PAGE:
Published on December 9th, 2013 | by Kali Raisl0
The secrets of Zoolights
Point Defiance Zoo & Aquarium’s Zoolights is an event that, even in my adult years, I look forward to as the kick off to the holiday season. Zoolights began in 1988, making 2013 the 26th annual edition of this Puget Sound holiday season favorite.
The breathtaking display of more than half a million lights gives the Zoo its annual festive glow, but this year, I started thinking about what it could possibly take to bring this spectacle together.
And beyond the set-up and maintenance of Zoolights, what does it take to keep up with the everyday electrical needs of something as complex as the Zoo? I started to wonder just how all this illumination comes together.
My questions were answered when the Zoo’s head electrician, Andy Peterson, granted me a peek behind the curtain.
Andy has been with the Zoo since 1989 and his deep connection and investment with the Zoo was infectious and inspiring. As we moved in and out of the animal habitats and Zoolights displays, my eyes were opened to how integral he and the Zoo operations team are to keeping the Zoo visitors and animals happy and safe.
As a photographer, it was a huge privilege to explore the secret areas of the Point Defiance Zoo and Aquarium, and then to share my experience here. I hope you enjoy it as much as I did!
In the workshop
Unbeknownst to most Zoo visitors, the electrical workshop is ensconced above the Red Wolf Conservation Center.
Behind the scenes at Zoolights
Zoolights comes together through a lot of collaboration, including partnerships outside of the Zoo. Some of the control boards for the light displays have been designed by students at Bates Technical College.
Control boards like this allow certain lights to be on timers and are used in displays where the animals are to appear to be moving.
Each Zoolights display had its own PLC microprocessors, steppers and faders put inside sealable boxes in order to protect the power connections from the elements.
Due to our damp Northwest winters, condensation can accumulate inside the box, but when on, the heat from the power quickly dries up any moisture.
Beyond Zoolights: the business of caring for and illuminating the Zoo
The electricians work to maintain power and function in any and all areas of the Zoo, including specialized animal habitats, education areas, laboratories, and more. This slideshow exposes the captivating activities that keep the Zoo going but that visitors rarely see.
Zoolights lets it glow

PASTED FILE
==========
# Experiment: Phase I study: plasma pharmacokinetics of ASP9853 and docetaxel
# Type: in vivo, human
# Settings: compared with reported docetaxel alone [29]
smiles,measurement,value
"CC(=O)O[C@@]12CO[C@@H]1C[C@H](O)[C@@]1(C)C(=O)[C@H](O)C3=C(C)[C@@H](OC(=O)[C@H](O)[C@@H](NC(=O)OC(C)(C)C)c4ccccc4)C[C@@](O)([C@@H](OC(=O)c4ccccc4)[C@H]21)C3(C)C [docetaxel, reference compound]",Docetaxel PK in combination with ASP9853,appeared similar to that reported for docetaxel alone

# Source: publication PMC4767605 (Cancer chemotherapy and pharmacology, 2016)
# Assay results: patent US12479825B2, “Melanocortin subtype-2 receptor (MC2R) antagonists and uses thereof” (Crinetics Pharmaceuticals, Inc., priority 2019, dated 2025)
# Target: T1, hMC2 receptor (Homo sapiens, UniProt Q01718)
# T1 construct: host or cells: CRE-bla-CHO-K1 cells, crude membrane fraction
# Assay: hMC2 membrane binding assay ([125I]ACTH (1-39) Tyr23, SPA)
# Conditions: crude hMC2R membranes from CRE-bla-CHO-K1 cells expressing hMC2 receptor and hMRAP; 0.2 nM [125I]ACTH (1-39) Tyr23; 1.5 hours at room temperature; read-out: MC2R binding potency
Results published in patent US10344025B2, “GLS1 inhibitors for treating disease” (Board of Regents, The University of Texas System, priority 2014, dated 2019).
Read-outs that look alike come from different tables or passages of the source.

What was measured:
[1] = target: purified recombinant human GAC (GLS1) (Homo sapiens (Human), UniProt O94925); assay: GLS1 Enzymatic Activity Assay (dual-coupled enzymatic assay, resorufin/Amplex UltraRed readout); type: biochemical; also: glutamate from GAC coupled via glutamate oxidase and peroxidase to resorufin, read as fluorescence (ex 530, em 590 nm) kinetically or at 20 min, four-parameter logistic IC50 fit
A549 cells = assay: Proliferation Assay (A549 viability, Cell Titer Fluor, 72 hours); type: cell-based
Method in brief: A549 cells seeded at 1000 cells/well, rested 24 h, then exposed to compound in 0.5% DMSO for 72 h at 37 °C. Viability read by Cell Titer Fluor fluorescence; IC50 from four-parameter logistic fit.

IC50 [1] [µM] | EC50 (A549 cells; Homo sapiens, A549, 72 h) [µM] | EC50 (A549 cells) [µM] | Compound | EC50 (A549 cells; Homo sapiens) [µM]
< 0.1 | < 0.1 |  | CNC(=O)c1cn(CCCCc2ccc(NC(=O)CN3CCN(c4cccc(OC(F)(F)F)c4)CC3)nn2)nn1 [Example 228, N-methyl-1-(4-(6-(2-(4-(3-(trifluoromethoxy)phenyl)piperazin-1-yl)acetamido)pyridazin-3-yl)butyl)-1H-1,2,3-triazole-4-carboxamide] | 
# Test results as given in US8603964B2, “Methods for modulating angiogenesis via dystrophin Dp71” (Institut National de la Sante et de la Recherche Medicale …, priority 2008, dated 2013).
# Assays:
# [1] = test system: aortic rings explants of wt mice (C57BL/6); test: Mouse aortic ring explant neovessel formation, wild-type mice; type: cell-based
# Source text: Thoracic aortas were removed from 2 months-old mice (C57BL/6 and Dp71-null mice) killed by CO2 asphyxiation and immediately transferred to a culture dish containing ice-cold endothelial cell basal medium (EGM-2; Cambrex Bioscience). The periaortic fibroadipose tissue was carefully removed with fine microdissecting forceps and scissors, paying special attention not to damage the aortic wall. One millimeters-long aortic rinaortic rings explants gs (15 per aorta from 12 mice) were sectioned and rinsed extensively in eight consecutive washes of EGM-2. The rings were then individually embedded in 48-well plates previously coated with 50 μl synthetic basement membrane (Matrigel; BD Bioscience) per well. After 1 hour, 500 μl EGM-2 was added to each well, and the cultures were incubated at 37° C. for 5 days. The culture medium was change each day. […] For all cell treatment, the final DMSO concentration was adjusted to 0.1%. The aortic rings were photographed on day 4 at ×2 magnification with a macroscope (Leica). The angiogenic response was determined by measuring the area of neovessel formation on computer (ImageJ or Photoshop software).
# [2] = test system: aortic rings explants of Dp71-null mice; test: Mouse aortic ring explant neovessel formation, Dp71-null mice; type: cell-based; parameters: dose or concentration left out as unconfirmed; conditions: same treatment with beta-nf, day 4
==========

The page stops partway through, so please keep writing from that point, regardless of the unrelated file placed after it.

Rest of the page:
There are some gorgeous new installations at the 2013 Zoolights:
This year, Zoolights debuts the Polar Bear Panorama, this new installation features a family of polar bears stands amid glowing ice floes and a sparkling blue sea.
Also new this year, a huge, three dimensional 17-foot tall tiger head greets Zoo visitors.
Mount Rainier received a makeover: the mountain was rebuilt this year and is now composed exclusively of thousands of blue and white LED lights.
The Flame Tree, another classic favorite, is reborn in a new location and features more than 30,000 purple-and-green LED lights. The new Flame Tree is bigger, brighter, and more visible than its predecessor, and anchors a new area of lit displays.
It’s an incredible year to enjoy Zoolights. Go for the first time or go rediscover with a new appreciation for everything that happens behind the scenes and makes our Point Defiance Zoo and Aquarium truly amazing.
Zoolights fun facts:
2.1 million estimated visitors since 1988; 1.5 million of them since 1997
550,000-plus lights strung around the zoo
340,000 lights on ground cover and bushes
110,000 lights on pathways around the zoo
100,000 lights to make figurines
30,030 lights on the Flame Tree (20,000 purple, 10,000 green)
24,000 lights to make the Giant Pacific Octopus glow
125 switches flipped to bring the magic to light every afternoon
100-foot span on the giant Pacific Octopus atop the North Pacific Aquarium
95-plus percent of all the lights are energy-efficient LEDs
80-plus figurines/displays arranged around the zoo
28 miles of light strings – about the distance between Tacoma and Seattle
17-foot-tall tiger head
15.5-foot Mount Rainier
13 amps to make the Flame Tree (down from 90 amps before LED lights were put into use)
5 miles-plus of extension cords
2 extension cords to power the Flame Tree (down from 9 before LED lights)
8 people and 10 minutes to power up the lights every afternoon; it would take one person about 30 minutes
2 months to install the magic of Zoolights every year
Story and photographs by Kali Raisl